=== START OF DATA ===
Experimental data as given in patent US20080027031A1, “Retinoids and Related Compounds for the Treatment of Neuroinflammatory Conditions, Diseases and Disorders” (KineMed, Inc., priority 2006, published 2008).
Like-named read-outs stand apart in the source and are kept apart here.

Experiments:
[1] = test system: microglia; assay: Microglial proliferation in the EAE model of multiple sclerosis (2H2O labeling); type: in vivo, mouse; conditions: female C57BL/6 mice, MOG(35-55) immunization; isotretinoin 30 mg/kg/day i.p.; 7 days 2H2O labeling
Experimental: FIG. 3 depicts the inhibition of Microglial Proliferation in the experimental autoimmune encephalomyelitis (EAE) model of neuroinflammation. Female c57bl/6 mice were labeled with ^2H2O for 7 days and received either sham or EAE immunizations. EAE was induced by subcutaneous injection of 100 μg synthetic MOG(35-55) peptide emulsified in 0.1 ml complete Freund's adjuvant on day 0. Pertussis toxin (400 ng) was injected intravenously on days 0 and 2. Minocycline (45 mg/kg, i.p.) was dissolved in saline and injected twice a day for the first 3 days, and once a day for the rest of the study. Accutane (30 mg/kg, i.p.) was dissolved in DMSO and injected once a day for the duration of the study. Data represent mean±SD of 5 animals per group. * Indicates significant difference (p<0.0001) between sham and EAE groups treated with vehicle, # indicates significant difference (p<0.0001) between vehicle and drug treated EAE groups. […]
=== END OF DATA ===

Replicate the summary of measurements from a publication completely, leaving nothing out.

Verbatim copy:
Experimental data as given in patent US20080027031A1, “Retinoids and Related Compounds for the Treatment of Neuroinflammatory Conditions, Diseases and Disorders” (KineMed, Inc., priority 2006, published 2008).
Like-named read-outs stand apart in the source and are kept apart here.

Experiments:
[1] = test system: microglia; assay: Microglial proliferation in the EAE model of multiple sclerosis (2H2O labeling); type: in vivo, mouse; conditions: female C57BL/6 mice, MOG(35-55) immunization; isotretinoin 30 mg/kg/day i.p.; 7 days 2H2O labeling
Experimental: FIG. 3 depicts the inhibition of Microglial Proliferation in the experimental autoimmune encephalomyelitis (EAE) model of neuroinflammation. Female c57bl/6 mice were labeled with ^2H2O for 7 days and received either sham or EAE immunizations. EAE was induced by subcutaneous injection of 100 μg synthetic MOG(35-55) peptide emulsified in 0.1 ml complete Freund's adjuvant on day 0. Pertussis toxin (400 ng) was injected intravenously on days 0 and 2. Minocycline (45 mg/kg, i.p.) was dissolved in saline and injected twice a day for the first 3 days, and once a day for the rest of the study. Accutane (30 mg/kg, i.p.) was dissolved in DMSO and injected once a day for the duration of the study. Data represent mean±SD of 5 animals per group. * Indicates significant difference (p<0.0001) between sham and EAE groups treated with vehicle, # indicates significant difference (p<0.0001) between vehicle and drug treated EAE groups. […]